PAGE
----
HCwBB Presents: Sancintya Mohini Simpson

HCwBB Presents: Sancintya Mohini Simpson

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HCwBB Presents is a new, monthly feature that aims to provide us with more information about the women who inspire us and their work. Each long form piece will focus on one woman and her career within her chosen field. It will not only showcase the existing work of the individual, but also delve further into their methods, mediums, and motives.

This month, we’re in conversation with Sancintya Mohini Simpson.

Artist Bio

Sancintya-Simpson_-Self-II_Syncretism
Portrait of the artist from the series Syncretism (mixed media on pigment print, 70 x 70cm, 2011)

Sancintya is an artist, writer and researcher who examines the complexities of racial, migratory and mixed-race experience within Australia. Her practice is informed by her heritage as a biracial First-Generation Australian of Indian-Anglo descent. To create dialogue on society’s concealed prejudices, her practice intertwines painting, photography, video, and performance. The two main aspects of her practice are her use of traditional mediums mixed with digital platforms and her radical alter-ego CHICHI MA$ALA. She has a Bachelor of Photography with Honours from Queensland College of Art, Griffith University (2014).

Emma Kate Lewis: What motivates your work?

Sancintya Mohini Simpson: My mother, and all the women in my family before me who didn’t have the opportunities that I do today: to have our voices and stories heard, and our histories represented. All the women in my life whose shared experiences and battles, as women of colour living in Australia, inspire and drive me to create and share.

Relative

(archival pigment print with ink, looped sound, 2015)

Relative_Install

EKL: What do the themes explored within your work mean to you?

SMS: My practice explores my family’s and friend’s personal experiences of racism and prejudice in Australia. Growing up in Brisbane, I experienced a lot of racism and prejudice in school, as did my brothers. This had both obvious and subtle influences on my life. Art has helped me understand and share these stories, as well as understand others’ experiences.

For me, art is a way to create community and dialogue, address important issues, and acknowledge histories.

RelativeSmall
From Relative

My family, on my mother’s side, were indentured labourers taken from India to South Africa. The history and experiences of these women in particular were extremely difficult.

The women in my family line never had any opportunity to speak for themselves; for me to be able to study something so privileged as art therefore means I make art for them, to use my voice and platform to share stories that need and deserve to be acknowledged.

My cultural identity is so central in my life that I can’t escape it. The reason I explore it in my work is because there’s a lack of understanding of the experiences of mixed-race people, as well as of migrant experiences and of the general stereotyping of people of colour, so it was a natural response to address this in my work.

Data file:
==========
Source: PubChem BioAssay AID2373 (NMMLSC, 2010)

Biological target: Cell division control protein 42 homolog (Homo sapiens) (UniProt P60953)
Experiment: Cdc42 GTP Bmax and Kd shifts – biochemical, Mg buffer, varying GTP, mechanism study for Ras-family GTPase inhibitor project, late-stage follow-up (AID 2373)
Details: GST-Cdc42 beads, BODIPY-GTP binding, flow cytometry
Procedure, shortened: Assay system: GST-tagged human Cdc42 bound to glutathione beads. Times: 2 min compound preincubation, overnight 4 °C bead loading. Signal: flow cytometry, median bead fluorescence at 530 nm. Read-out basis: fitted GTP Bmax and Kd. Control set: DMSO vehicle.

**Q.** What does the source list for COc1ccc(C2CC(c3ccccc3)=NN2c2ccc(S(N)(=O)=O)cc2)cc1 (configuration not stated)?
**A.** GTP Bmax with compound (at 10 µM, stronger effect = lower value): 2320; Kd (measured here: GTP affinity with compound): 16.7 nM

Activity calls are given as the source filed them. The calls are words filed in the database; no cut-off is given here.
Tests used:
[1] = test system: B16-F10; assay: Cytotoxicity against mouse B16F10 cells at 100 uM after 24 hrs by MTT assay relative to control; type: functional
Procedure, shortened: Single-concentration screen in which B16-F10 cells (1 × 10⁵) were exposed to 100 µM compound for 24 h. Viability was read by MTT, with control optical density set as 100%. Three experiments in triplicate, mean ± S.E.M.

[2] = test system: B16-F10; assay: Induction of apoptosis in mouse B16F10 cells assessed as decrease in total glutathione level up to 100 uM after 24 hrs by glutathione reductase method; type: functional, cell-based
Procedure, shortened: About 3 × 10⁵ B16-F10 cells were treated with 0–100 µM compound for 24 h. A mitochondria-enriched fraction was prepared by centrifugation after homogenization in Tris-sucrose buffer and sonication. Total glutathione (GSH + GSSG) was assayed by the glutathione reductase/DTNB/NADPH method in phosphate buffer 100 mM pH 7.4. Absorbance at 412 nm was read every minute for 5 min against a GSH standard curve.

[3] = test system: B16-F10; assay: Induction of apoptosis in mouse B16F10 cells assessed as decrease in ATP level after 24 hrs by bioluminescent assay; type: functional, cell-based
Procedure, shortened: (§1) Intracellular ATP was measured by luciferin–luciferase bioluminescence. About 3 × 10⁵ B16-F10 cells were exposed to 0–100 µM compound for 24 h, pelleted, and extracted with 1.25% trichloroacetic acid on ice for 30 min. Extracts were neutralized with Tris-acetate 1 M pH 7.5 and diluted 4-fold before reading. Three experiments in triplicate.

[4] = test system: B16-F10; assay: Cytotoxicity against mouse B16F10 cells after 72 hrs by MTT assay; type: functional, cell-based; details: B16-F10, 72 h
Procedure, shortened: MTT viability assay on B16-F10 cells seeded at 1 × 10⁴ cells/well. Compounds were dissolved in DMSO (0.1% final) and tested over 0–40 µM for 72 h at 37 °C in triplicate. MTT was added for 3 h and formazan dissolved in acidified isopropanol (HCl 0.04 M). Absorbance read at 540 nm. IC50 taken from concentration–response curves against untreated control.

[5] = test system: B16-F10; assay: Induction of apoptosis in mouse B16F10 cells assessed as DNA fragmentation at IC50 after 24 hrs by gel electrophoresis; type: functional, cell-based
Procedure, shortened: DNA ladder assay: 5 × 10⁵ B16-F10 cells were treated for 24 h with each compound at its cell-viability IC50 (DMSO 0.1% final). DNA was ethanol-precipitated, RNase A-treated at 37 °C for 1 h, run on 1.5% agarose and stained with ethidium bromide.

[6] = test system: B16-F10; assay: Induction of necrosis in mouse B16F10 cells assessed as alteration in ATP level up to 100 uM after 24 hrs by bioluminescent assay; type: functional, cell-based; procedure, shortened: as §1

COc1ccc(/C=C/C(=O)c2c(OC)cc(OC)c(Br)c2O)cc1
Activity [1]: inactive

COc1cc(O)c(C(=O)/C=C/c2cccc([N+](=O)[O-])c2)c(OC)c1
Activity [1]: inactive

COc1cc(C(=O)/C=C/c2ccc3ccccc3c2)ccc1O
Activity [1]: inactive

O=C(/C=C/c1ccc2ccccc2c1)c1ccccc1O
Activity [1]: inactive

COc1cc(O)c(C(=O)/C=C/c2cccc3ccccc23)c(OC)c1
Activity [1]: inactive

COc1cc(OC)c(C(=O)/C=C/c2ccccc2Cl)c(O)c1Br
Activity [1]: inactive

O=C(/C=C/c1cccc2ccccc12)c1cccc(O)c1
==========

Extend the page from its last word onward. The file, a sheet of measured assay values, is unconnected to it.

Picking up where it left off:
Oriental Women

(archival pigment print, watercolour, liquid gold, 2016)

EKL: Tell me a bit about your process as an artist and your preferred mediums.

SMS: My personal process involves spending a lot of time thinking about, and developing, core concepts. Sometimes this happens naturally through talking to people with similar experiences, thinking about my family history, and reading/researching in the area.

From there I develop a clear idea of what I want to make my work about, then I spend some time evaluating the most effective form to communicate my concept. This approach is heavily centred on telling and sharing of personal narrative, so I have to be sure of the best way to represent and create dialogue. I often work with other people to create my work, in particular other women of colour or family, so it’s important for me to involve them in the process. Which takes time, but is more respectful and rewarding.

HANDS_web
From Nārītva

Once I have a sense of the form I want to use to communicate I begin experimenting. Early on this sometimes involves learning new skills to produce the work. Examples include going to India to learn Indian Miniature painting, taking video editing classes, working with others to learn to rap and produce music videos – extremely challenging and confronting ventures, but to me the end form is important.

I believe there’s no point just creating a photograph or painting or sticking to one medium if it limits how I can communicate or connect with the concept.

For me the form, whether it be performance, photography, video, painting, or a combination of different mediums is connected intrinsically with the concept I am trying to communicate.

KAPRA_web
From Nārītva

My medium is whatever is the best form to communicate my concept. Working with other women, sometimes it’s something they could connect with. Otherwise, the form is connected to the concept; recreating something in a modern way. Or taking back self-representation from a medium that’s inherently about catering to the gaze of the viewer. My use of mediums is about what is most appropriate to convey my concept. I use layering a lot: painting on photographs, painting in video, layering sound/distorting in video, and mixing music and sampled sounds live in performance. Mixing traditional with modern techniques and forms.